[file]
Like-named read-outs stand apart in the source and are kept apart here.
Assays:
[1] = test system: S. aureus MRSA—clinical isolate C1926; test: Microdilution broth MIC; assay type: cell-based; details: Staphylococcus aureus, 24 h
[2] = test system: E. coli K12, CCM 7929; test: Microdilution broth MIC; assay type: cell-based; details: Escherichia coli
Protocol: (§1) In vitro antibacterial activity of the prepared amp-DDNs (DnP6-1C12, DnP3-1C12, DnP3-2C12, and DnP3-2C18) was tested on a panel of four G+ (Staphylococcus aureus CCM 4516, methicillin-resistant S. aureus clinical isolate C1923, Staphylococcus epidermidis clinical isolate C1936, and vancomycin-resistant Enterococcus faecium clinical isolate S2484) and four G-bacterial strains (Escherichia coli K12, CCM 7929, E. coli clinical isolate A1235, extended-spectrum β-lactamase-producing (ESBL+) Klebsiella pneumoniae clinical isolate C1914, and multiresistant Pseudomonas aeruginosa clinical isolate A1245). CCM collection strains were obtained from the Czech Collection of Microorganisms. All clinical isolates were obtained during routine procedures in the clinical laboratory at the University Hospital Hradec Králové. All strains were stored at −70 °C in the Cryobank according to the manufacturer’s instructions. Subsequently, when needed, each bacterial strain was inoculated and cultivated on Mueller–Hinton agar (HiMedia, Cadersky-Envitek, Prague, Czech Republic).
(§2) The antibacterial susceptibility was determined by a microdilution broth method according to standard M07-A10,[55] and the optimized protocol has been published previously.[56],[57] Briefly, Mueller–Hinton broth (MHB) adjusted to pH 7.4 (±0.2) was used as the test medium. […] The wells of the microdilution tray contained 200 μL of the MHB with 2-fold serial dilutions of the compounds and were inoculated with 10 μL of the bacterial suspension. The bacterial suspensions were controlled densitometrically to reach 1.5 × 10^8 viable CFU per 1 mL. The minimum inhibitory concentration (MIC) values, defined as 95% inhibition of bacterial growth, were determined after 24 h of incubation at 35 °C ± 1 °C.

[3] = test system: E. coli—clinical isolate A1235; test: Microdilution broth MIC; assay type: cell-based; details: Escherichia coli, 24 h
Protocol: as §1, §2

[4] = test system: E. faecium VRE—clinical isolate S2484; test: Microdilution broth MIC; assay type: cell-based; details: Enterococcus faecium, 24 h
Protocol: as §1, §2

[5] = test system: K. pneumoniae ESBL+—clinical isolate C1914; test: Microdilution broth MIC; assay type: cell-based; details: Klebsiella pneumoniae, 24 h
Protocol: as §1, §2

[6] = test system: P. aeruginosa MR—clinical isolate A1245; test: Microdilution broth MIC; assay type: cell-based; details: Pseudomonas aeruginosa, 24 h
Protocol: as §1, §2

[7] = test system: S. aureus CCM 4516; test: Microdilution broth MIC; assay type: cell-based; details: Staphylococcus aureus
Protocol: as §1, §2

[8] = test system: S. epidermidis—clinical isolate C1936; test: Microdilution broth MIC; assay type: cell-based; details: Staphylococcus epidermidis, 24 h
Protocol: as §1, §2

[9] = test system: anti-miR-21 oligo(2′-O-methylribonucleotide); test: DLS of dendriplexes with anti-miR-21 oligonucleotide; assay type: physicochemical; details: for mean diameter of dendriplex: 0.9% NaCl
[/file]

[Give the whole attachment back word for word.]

Like-named read-outs stand apart in the source and are kept apart here.
Assays:
[1] = test system: S. aureus MRSA—clinical isolate C1926; test: Microdilution broth MIC; assay type: cell-based; details: Staphylococcus aureus, 24 h
[2] = test system: E. coli K12, CCM 7929; test: Microdilution broth MIC; assay type: cell-based; details: Escherichia coli
Protocol: (§1) In vitro antibacterial activity of the prepared amp-DDNs (DnP6-1C12, DnP3-1C12, DnP3-2C12, and DnP3-2C18) was tested on a panel of four G+ (Staphylococcus aureus CCM 4516, methicillin-resistant S. aureus clinical isolate C1923, Staphylococcus epidermidis clinical isolate C1936, and vancomycin-resistant Enterococcus faecium clinical isolate S2484) and four G-bacterial strains (Escherichia coli K12, CCM 7929, E. coli clinical isolate A1235, extended-spectrum β-lactamase-producing (ESBL+) Klebsiella pneumoniae clinical isolate C1914, and multiresistant Pseudomonas aeruginosa clinical isolate A1245). CCM collection strains were obtained from the Czech Collection of Microorganisms. All clinical isolates were obtained during routine procedures in the clinical laboratory at the University Hospital Hradec Králové. All strains were stored at −70 °C in the Cryobank according to the manufacturer’s instructions. Subsequently, when needed, each bacterial strain was inoculated and cultivated on Mueller–Hinton agar (HiMedia, Cadersky-Envitek, Prague, Czech Republic).
(§2) The antibacterial susceptibility was determined by a microdilution broth method according to standard M07-A10,[55] and the optimized protocol has been published previously.[56],[57] Briefly, Mueller–Hinton broth (MHB) adjusted to pH 7.4 (±0.2) was used as the test medium. […] The wells of the microdilution tray contained 200 μL of the MHB with 2-fold serial dilutions of the compounds and were inoculated with 10 μL of the bacterial suspension. The bacterial suspensions were controlled densitometrically to reach 1.5 × 10^8 viable CFU per 1 mL. The minimum inhibitory concentration (MIC) values, defined as 95% inhibition of bacterial growth, were determined after 24 h of incubation at 35 °C ± 1 °C.

[3] = test system: E. coli—clinical isolate A1235; test: Microdilution broth MIC; assay type: cell-based; details: Escherichia coli, 24 h
Protocol: as §1, §2

[4] = test system: E. faecium VRE—clinical isolate S2484; test: Microdilution broth MIC; assay type: cell-based; details: Enterococcus faecium, 24 h
Protocol: as §1, §2

[5] = test system: K. pneumoniae ESBL+—clinical isolate C1914; test: Microdilution broth MIC; assay type: cell-based; details: Klebsiella pneumoniae, 24 h
Protocol: as §1, §2

[6] = test system: P. aeruginosa MR—clinical isolate A1245; test: Microdilution broth MIC; assay type: cell-based; details: Pseudomonas aeruginosa, 24 h
Protocol: as §1, §2

[7] = test system: S. aureus CCM 4516; test: Microdilution broth MIC; assay type: cell-based; details: Staphylococcus aureus
Protocol: as §1, §2

[8] = test system: S. epidermidis—clinical isolate C1936; test: Microdilution broth MIC; assay type: cell-based; details: Staphylococcus epidermidis, 24 h
Protocol: as §1, §2

[9] = test system: anti-miR-21 oligo(2′-O-methylribonucleotide); test: DLS of dendriplexes with anti-miR-21 oligonucleotide; assay type: physicochemical; details: for mean diameter of dendriplex: 0.9% NaCl